Special Issue "Gasotransmitters in Plants: Physiological Functions and Potential Applications"

A special issue of Plants (ISSN 2223-7747). This special issue belongs to the section "Plant Physiology and Metabolism".

Deadline for manuscript submissions: 31 December 2024 | Viewed by 143

Special Issue Editors

College of Life Sciences, Nanjing Agricultural University, Nanjing 210095, China
Interests: physiological functions and potential applications of gasotransmitters in plants
Prof. Dr. Hua Zhang
E-Mail Website
Guest Editor
School of Food and Biological Engineering, Hefei University of Technology, Hefei 230009, China
Interests: hydrogen sulfide signaling pathway; postharvest storage biology; fruit ripening and senescence

Special Issue Information

Dear Colleagues,

The term “gasotransmitters” is used to define small gaseous molecules that perform signaling functions in animals, plants, and microbes. Gasotransmitters can be generated via enzymatic and non-enzymatic pathways and exert their physiological functions at relatively low levels. In plants, the main gasotransmitters are nitric oxide (NO), hydrogen sulfide (H2S), and carbon monoxide (CO). Moreover, progress in recent decades has provided evidence that molecular hydrogen (H2) and methane (CH4) are two potential gasotransmitters. Gaseous phytohormone ethylene (C2H4) is also regarded as a classical gasotransmitter due to its broad roles in regulating both growth and senescence.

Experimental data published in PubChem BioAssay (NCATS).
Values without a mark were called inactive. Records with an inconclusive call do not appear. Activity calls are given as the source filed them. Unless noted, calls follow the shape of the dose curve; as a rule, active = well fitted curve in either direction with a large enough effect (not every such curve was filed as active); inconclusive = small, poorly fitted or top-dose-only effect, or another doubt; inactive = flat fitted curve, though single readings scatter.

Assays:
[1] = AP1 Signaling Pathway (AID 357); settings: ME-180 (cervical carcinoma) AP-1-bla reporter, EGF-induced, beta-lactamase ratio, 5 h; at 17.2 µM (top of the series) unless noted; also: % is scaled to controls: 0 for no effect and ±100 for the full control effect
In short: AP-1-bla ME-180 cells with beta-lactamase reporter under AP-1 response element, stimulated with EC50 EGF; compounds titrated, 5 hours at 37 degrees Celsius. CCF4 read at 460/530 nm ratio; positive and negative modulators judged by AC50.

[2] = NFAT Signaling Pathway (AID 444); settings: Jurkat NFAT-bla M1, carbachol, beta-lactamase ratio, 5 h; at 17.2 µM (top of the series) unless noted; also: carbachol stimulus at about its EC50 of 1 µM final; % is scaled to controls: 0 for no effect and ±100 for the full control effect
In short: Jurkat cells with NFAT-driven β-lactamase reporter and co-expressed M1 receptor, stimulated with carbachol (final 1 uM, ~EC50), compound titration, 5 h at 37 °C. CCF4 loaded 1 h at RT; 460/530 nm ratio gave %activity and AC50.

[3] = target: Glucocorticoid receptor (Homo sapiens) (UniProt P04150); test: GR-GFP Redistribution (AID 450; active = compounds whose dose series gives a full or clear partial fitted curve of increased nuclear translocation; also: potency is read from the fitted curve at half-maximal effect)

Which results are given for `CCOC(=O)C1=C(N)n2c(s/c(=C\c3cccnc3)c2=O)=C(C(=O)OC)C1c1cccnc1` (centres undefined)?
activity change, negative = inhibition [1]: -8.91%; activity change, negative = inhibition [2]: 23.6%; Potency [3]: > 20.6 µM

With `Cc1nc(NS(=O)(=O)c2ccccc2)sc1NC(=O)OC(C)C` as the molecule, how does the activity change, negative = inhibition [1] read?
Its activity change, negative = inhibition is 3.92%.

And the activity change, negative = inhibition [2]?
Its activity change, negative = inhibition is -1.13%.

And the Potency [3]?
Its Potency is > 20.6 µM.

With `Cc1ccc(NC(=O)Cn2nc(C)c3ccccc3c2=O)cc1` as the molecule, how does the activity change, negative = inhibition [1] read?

In recent decades, the functions of gasotransmitters have been actively researched in plants through exogenous supply and genetic manipulation. Furthermore, the endogenous roles and emissions of gasotransmitters have been explored by constructing mutants related to the enzymatic synthesis of gasotransmitters. Previous studies have provided considerable evidence to show that gasotransmitters including NO, H2S, CO, and H2 in plants play a crucial role in influencing tolerance to biotic and abiotic stresses, growth and development, senescence, autophagy, etc. Several gasotransmitters, such as NO, H2S, and H2, are normally used to delay the postharvest senescence of multiple horticultural products. However, more physiological functions and potential applications remain to be discovered. This Special Issue of Plants will highlight the functions and applications of gasotransmitters in model plants, crop plants, trees, aquatic plants, etc. In particular, the positive results of field trials related to the application of gasotransmitters in agriculture are welcomed.

Prof. Dr. Wenbiao Shen
Prof. Dr. Hua Zhang
Guest Editors

Manuscript Submission Information

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  • gasotransmitters
  • plants
  • physiological functions
  • potential applications
  • signaling mechanism
  • biotic and abiotic stresses
  • plant growth and development
  • postharvest senescence
  • ripening
  • gene regulation

Published Papers

This special issue is now open for submission.
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